A close friend of mine is a primary school principal. I had the privilege of working with him for a number of years as chair on the school board. Recently, he mentioned something that resonated with me. He said “Arthur, they say the most important person in the classroom is the teacher, however they become the most important by ensuring everyone else in the room is more important.”
This statement captures so much of what many define as good leadership. It recognises that a role is more important than a title. Its message is focused on the performance of others, rather than the individual. It highlights the value of humility, of sharing and empowering. It identifies the importance of transferring knowledge and experience onto others.
When leaders consider their own performance, it is important to keep measures in perspective. Is the performance of a leader more important or less important than the group? Sometimes leaders become too focused on their own performance. It is relatively clear the performance of the group must be the true measure, not the individual.
Leadership phrases such as “make yourself redundant” or “make sure you’re the weakest link or the least capable” all carry similar messaging; however, the classroom phrase is more profound. It implies that for those in leadership roles, ultimate performance is achieved through the performance of others, and we should measure leaders who have wisdom, knowledge and experience by how willing they are to develop others around them, without need for recognition.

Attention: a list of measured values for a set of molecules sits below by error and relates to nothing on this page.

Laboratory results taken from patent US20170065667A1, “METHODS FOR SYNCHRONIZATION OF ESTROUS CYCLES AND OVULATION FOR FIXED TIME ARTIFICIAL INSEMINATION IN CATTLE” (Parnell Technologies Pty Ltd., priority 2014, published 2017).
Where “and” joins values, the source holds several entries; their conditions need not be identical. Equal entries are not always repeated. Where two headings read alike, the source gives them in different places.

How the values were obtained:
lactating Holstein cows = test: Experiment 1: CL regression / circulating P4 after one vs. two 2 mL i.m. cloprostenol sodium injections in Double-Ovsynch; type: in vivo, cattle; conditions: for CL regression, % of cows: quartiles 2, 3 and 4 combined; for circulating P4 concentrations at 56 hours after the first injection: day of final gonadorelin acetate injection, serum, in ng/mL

So, why do the best classroom teachers act this way? They only have students for one year generally, and then pass them onto the next teacher. The answer lies in what motivates people. Do they gain satisfaction and self-reward through their own performance or through the performance of others? Good teachers, as with good leaders, are motivated to see others develop, improve, and perform to their highest ability.
If leaders need direction on how to improve culture, and how to develop high performing teams, they should look no further than this classroom reference. It is no coincidence that my close friend has been a highly successful and respected principal for most of his career.